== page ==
|Dale Henderson in a pop-up appearance at DePauw's administration building|
True, I was amused as he launched into the Prelude of Suite No. 1 in G major to recall something the adept musical parodist Peter Schickele did with this music: use it as introduction and accompaniment to a snatch of the old pop song "Brazil." I was hearing this on the same day that country's president was ousted after a prolonged parliamentary struggle: a meaningless coincidence, but one worth savoring for a few moments.
From then on, it was all about the music.
Henderson knows plenty about how to get the general public's attention with extraordinary Bach. At Music on the Square, the DePauw University School of Music arranged for him to display this knack expansively.
He is the founder of "Bach in the Subways," a project started in 2010 whose growth he has shepherded ever since, with performances keyed to the composer's birthday (March 21) here and abroad. DePauw cello professor Eric Edberg, who introduced Henderson to a capacity audience Wednesday, took part in the project several years ago during a sabbatical in New York City.
|New York cellist has a mission to spread Bach around.|
He associates the first suite in G major with childhood, for example, and the third (in C major) with adulthood. Sure enough, his Suite No. 1 displayed youthful verve and, in the Sarabande, a certain apt dreaminess. The Allemande had the spontaneity of kids' dialogue. Even where I felt he went astray — the repeat of the first minuet seemed too impetuous — Henderson remained true to his theme.
In that Sarabande, by the way, we got the initial chance to admire his trills, steady and pretty. He put them to work in the concluding measures of the Prelude to Suite No. 2 in D minor, where the score has five full-measure chords. Cellists handle these differently, with necessary arpeggiation — if I may offer this review's only comparisons (from my record collection) here. Yo-Yo Ma plays them straight; Janos Starker decorates the three middle chords with short sequences in tempo that suit the harmony of each, playing the first and fifth come scritto.
It's not surprising that good cellists interpret the suites according to their temperaments and their strengths. Thus, Henderson sealed the Prelude with wonderful trills (though that choice strikes me as unidiomatic). Looking at the whole D minor Prelude, the option suited a personal, expressive performance with a reasonably wide dynamic spectrum. Ma goes wider, showing off his exquisite pianissimo; Starker works within a more restricted range, emphasizing his interpretive probity with logically applied agogic accents.
But away with comparisons! That could go on forever. Back to the kinship Henderson discovered between the first and third suites. Recall that he views the C major as the adult in the room. And sure enough, you could hear in his performance the Prelude of the third suite telling its counterpart in the first: "Things are more complicated than you think. You'll understand when you're older."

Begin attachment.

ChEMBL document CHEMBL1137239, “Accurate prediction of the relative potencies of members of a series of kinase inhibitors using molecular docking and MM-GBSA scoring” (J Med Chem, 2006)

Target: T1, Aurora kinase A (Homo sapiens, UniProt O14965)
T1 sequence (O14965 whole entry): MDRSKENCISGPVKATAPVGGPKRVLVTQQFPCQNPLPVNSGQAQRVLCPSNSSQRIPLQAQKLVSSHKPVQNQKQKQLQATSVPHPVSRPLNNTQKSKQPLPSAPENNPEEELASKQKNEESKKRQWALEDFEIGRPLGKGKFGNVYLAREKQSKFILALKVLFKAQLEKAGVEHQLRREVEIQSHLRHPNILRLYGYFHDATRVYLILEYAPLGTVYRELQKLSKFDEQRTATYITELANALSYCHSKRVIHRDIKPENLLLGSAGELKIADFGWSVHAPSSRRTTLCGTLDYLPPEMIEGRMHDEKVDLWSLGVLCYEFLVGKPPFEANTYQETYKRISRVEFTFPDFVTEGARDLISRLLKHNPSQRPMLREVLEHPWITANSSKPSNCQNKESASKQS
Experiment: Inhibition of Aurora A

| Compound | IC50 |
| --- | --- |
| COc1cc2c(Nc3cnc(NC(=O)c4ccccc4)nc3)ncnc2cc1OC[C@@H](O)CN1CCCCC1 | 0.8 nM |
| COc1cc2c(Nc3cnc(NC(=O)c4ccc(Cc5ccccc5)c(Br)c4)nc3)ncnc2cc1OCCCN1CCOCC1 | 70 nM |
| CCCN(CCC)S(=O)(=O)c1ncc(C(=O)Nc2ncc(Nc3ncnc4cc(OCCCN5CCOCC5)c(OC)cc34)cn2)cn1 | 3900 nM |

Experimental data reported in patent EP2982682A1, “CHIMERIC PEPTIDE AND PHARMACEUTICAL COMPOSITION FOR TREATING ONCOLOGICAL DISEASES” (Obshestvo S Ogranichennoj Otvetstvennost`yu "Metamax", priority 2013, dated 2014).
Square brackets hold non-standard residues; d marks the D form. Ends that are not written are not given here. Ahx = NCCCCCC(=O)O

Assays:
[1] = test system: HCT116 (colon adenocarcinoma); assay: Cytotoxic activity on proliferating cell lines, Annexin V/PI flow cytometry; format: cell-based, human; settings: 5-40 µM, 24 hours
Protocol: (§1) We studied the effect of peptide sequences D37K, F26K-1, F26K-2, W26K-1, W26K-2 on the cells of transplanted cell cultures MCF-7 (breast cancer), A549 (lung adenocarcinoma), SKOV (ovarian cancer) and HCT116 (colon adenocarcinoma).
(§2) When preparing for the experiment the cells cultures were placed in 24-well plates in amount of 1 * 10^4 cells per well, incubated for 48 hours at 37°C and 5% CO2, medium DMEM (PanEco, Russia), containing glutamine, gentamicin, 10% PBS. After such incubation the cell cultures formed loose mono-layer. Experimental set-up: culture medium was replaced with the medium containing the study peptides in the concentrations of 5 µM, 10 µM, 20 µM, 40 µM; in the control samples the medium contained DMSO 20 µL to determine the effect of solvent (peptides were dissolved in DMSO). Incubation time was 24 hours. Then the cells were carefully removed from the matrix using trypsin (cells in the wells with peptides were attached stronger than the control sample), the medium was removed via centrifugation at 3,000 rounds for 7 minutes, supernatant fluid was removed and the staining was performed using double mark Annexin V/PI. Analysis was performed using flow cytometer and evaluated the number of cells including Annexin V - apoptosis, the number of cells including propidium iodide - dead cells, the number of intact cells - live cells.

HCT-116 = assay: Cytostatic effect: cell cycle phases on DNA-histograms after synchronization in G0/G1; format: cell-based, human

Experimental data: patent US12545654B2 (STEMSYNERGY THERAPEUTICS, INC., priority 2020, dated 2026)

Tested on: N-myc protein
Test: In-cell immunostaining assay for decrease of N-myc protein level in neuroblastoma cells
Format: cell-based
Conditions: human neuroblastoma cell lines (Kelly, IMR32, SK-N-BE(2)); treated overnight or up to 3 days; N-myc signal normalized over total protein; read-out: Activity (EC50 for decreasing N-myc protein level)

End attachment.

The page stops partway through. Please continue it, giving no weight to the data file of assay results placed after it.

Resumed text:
The Allemande's intricate character heralded the characteristically fleet Courante. This was grown-up stuff, all right. The fashionable paired dances Bach used for his fifth movements switch from minuets to bourrees here. The balance Henderson gave to this movement in the third suite — the reflective second Bourree nicely contrasted with the first, whose repetition stayed close to the initial version — displayed the equanimity we adults like to think is normal for us. (We saw that eye-roll, kids!)
The way he played chords was also balanced: They were smoothly rolled, with rich sonority given to each note. In the Sarabande of the E-flat major suite (No. 4), we were treated to more of those marvelous trills. Before playing it, Henderson offered a verbal label he immediately rejected: "cerebral." I heard that in what followed, despite the cellist's clear dislike of the label ("a malicious lie," he said).
Henderson's way of smoothing and reconciling the register leaps in the Allemande had a philosophical tinge, like one of those disquisitions 18th-century philosophers liked to present in the form of lofty dialogues. The concluding Gigue, though this detracted only slightly, had the only suspect intonation of the recital. There was a whistle or two in the Gavotte movement of the magisterial D major suite. All those high positions — required because the original was written for an instrument with a fifth upper string — were firmly placed.
The sixth suite was where Henderson declared himself particularly to be in his element. "My favorite....the symbol of all the suites," he called the D major before performing it for a severely dwindled crowd. Multiple retunings between movements were slightly off-putting, but of course one would rather have a performer scrupulous about such matters than one indifferent to them.
The note of triumph Henderson was at pains to emphasize as a particular distinction of Suite No. 6 came through magnificently. The Allemande was heavenly, which sounds like matronly praise, but I mean it: It was almost prayerful. The tuneful pair of gavottes couldn't have been more delightful; the "musette" passage in the second suggested innocent country pleasures.
And by the time the Gigue had put the cap on the recital, it's likely everyone who had stuck around knew we had been hearing advocacy of the highest order, with a clear design and mastery evident throughout. Oh, and as for what love had to do with it — everything.
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